No, neither. He will act as the Principal Military Adviser to the Defence Minister only on tri-services matters. In fact, the three service chiefs will continue to advise the Defence Minister, as done so far, on matters exclusively concerning their respective services. The government has also made it explicitly clear that the CDS will not exercise any military command, including over the three service chiefs. But the service chiefs will be members of the Chiefs of Staff Committee, which will be headed by the CDS. And the DMA, headed by the CDS, will also have the armed forces under its ambit — if promotions, postings and disciplinary matters of three services fall under the DMA, it will give the CDS extensive influence over the three service chiefs.
Have the service chiefs lost any of their major powers or tasks to the CDS?
Not really. None of the powers of the service chiefs, including of advising the government, has been curtailed and transferred to the CDS. The only thing is the role of Chairman of the Chiefs of Staff Committee, which used to be headed by the senior-most chief by rotation. That has been shelved with the CDS being the permanent Chairman of the Chiefs of Staff Committee, where he will be supported by the Headquarters Integrated Defence Staff.
However, the CDS has been given a time-bound task, to be done within three years, to bring about jointness in operations, logistics, transport, training, support services, communications, and repairs and maintenance of the three services, which will eventually lead to shedding of responsibilities by the service headquarters. As the head of the DMA, the CDS has to also facilitate restructuring of military commands for optimal utilisation of resources by bringing about jointness in operations, including through establishment of joint/ theatre commands. This is again a far-reaching move, which will potentially impinge on the remit of the service chiefs.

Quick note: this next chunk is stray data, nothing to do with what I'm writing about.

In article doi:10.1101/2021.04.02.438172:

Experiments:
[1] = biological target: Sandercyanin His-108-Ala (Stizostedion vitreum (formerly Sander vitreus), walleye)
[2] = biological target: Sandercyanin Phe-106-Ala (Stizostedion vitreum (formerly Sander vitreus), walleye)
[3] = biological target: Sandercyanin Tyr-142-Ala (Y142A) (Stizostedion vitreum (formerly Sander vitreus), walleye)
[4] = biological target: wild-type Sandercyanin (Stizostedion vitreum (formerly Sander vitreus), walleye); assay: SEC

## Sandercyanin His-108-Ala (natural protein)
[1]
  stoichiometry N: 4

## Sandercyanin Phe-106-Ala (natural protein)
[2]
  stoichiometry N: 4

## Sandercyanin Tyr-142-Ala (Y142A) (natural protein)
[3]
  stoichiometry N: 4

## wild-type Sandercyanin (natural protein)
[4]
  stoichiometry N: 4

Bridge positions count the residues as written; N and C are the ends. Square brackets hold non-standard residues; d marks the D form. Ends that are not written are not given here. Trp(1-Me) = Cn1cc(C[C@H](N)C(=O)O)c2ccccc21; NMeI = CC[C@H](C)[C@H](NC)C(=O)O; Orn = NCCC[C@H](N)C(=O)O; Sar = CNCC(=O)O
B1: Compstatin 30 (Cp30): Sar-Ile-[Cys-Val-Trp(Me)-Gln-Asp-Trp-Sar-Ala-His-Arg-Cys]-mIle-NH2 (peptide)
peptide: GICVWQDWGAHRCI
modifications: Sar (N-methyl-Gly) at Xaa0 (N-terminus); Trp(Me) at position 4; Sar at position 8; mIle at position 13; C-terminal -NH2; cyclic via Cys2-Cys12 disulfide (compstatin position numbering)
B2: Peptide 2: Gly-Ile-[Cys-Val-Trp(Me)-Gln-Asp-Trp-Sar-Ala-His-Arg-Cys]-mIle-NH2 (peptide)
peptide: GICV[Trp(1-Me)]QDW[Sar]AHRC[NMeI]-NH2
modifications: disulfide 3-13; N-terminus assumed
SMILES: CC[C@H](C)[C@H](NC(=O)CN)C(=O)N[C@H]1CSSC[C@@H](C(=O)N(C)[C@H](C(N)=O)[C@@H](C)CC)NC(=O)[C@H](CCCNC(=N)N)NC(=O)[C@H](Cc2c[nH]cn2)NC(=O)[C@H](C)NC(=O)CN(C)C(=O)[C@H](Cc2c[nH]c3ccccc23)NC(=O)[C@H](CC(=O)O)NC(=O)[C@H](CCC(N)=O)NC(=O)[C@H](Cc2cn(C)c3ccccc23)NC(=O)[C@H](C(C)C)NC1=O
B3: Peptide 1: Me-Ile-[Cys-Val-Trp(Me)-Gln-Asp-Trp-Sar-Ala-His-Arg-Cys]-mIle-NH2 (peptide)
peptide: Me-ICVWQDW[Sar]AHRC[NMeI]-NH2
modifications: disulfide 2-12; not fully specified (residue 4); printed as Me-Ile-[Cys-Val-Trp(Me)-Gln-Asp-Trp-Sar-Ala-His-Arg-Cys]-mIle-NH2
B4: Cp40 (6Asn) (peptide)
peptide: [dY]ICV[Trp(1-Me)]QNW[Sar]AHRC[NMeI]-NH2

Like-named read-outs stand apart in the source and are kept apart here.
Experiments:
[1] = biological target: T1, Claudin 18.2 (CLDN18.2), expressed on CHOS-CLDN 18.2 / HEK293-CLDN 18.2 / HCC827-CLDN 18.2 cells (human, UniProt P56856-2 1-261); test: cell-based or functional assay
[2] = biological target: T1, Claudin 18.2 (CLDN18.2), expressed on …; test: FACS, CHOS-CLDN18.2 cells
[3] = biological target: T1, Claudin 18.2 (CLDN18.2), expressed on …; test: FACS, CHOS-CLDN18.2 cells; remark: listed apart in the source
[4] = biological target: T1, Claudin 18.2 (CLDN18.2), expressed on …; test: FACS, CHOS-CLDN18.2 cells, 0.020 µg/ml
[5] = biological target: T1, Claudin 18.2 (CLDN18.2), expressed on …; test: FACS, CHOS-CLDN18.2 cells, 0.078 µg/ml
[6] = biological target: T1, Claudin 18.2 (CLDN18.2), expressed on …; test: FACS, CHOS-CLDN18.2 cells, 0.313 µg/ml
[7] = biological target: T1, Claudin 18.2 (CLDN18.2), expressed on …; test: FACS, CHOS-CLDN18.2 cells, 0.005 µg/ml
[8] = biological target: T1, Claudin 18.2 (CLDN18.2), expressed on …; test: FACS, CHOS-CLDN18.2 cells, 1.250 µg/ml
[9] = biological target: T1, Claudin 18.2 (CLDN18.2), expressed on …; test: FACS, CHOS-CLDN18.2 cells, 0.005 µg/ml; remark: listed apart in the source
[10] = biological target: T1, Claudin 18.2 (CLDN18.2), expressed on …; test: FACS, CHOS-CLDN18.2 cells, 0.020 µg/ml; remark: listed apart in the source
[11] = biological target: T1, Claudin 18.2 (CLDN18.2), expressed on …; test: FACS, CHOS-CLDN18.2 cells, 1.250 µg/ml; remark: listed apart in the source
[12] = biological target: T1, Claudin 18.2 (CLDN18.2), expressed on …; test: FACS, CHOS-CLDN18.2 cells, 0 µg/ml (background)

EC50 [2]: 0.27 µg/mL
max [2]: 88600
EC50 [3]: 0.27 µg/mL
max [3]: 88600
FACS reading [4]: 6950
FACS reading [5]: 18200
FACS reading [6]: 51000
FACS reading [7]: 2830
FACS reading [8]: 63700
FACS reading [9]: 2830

The CDS has the status of a Cabinet Secretary, but functionally will head a department headed by a Secretary. Also, he will be under a ministry where the Defence Secretary is in charge of the ministry. Isn’t this a bit complicated?
Yes, it is. But that is the nature of government functioning and his dual-hatted role will decide the different kind of powers, access and relationships that will be forged by the CDS. Norms of functioning and political guidance, more than hard-coded bureaucratic rules, will determine the functional efficiency and effectiveness of the CDS and it will be upon General Rawat to establish this as the first incumbent of the new office.
Finally, will the CDS be responsible for the defence of the country?
No, as per the gazette notification issued by the government on December 30, the Department of Defence — headed by the Defence Secretary — will be responsible for the “defence of India and every part thereof, including defence policy and preparation for defence and all such acts as may be conducive in times of war to its prosecution and after its termination to effective demobilisation”.